The banks in this section of the State have sustained themselves admirably, considering the difficulties under which they have labored. Though the law authorizing the suspension of specie payments is still in force, they are furnishing exchange and specie funds for their issues at moderate rates; and are gradually approaching the specie standard for their circulation. Satisfied that they are prudently managed, for the interests both of the public and their own stockholders, to additional legislation is, I think, necessary at this period respecting them.

I desire, however, to call your especial attention to the branch of the Exchange Bank of Virginia, at Weston. It should, I think, be made an independent bank, thus severing the connection between it and the parent bank and other branches. The parent bank is located at Norfolk. It, as well as the other branches east of the Alleghany mountains, has made large advances to the Confederate States and to the Secession State Government at Richmond. They have exchanged their own issues to a large amount for the Confederate Treasury notes, which, as a ready states, are now thirty per cent, discount at Richmond, and are intrinsically valueless. The State owns a large amount of the capital of the branch at Weston, end the people of Lewis county the balance. I am informed that the branch is, itself, in very good condition, and there is no reason why the interest of the State and of the stockholders in Lewis county should be sacrificed by continuing its connection with the institution east of the mountains.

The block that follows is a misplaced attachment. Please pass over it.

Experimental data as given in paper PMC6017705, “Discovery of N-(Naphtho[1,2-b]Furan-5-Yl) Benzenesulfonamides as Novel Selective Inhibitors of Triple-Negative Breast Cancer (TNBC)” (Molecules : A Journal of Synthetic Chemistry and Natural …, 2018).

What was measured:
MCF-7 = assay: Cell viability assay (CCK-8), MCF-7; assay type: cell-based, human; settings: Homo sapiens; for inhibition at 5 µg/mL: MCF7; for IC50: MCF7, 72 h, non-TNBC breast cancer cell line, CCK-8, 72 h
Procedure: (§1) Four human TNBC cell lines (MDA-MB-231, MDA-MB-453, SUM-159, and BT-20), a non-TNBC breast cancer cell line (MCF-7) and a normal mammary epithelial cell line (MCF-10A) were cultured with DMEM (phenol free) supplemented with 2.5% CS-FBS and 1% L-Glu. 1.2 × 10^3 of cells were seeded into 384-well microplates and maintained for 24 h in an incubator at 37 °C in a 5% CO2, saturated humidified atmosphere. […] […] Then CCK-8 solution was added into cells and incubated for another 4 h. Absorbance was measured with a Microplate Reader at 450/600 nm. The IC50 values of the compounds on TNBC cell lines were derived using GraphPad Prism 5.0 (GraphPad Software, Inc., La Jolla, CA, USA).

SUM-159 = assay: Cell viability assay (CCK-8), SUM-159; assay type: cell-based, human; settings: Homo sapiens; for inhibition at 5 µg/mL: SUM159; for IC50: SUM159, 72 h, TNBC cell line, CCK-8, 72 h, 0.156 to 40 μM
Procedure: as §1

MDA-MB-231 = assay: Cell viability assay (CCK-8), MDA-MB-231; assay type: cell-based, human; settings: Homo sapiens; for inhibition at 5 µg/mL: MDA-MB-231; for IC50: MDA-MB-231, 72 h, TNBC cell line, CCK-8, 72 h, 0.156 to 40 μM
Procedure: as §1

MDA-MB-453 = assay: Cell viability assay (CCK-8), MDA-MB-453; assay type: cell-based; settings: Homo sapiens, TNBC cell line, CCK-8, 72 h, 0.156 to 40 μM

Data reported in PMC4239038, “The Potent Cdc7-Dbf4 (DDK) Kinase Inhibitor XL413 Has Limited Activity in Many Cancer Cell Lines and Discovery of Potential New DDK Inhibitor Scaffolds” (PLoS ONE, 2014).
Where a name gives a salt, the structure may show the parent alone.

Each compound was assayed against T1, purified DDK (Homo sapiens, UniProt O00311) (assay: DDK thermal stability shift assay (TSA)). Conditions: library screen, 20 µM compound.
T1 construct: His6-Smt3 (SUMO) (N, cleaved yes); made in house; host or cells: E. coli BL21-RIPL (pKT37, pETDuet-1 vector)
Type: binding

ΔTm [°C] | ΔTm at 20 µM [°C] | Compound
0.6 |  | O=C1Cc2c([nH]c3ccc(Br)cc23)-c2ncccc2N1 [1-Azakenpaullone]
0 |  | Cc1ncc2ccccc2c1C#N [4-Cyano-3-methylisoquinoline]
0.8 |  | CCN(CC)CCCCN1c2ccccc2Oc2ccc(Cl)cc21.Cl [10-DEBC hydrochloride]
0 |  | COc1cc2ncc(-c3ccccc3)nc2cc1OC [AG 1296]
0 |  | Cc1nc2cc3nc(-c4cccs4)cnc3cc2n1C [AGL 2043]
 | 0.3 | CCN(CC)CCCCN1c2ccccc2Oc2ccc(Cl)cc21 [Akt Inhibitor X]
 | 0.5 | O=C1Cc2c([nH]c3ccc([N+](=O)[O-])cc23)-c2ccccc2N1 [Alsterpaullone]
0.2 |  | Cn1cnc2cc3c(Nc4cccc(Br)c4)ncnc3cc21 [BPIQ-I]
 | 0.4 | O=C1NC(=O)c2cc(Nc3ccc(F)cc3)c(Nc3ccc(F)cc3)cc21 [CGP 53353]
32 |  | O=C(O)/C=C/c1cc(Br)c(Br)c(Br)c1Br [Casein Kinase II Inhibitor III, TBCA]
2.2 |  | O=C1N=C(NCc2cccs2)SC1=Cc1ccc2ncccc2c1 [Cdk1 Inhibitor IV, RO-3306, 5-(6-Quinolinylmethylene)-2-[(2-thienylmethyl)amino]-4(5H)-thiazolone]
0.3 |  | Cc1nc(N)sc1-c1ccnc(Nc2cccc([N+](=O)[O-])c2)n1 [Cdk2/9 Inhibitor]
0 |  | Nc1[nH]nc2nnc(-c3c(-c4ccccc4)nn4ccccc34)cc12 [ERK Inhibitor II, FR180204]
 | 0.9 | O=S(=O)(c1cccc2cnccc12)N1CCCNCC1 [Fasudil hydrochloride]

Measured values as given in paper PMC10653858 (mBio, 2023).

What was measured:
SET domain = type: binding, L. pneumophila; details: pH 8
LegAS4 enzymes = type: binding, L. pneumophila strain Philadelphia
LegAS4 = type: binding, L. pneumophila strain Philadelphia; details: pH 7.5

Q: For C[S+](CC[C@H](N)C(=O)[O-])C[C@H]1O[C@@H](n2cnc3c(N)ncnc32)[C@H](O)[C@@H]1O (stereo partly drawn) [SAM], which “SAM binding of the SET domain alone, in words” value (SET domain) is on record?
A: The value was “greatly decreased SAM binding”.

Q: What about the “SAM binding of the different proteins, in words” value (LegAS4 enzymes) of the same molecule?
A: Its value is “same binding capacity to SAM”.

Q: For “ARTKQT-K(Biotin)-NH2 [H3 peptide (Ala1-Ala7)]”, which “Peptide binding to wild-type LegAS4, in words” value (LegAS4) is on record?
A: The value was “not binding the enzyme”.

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1841 AD (1)
December 30th (1)